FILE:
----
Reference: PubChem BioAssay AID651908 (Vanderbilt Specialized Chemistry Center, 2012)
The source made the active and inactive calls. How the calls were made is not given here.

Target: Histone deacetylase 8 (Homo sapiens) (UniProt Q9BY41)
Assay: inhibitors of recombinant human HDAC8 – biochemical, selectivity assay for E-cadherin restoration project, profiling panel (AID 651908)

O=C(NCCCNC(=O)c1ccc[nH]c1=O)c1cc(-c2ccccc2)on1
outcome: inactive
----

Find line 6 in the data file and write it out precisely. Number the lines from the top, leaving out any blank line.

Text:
outcome: inactive